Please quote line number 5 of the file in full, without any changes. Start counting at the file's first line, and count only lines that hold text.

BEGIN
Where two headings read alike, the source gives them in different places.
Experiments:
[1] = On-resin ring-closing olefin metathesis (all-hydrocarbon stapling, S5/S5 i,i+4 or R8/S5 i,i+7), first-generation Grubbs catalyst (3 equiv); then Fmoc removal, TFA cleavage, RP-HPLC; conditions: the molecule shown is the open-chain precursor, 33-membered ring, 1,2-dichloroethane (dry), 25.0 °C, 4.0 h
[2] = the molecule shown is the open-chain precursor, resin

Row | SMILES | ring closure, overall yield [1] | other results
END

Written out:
Row | SMILES | ring closure, overall yield [1] | other results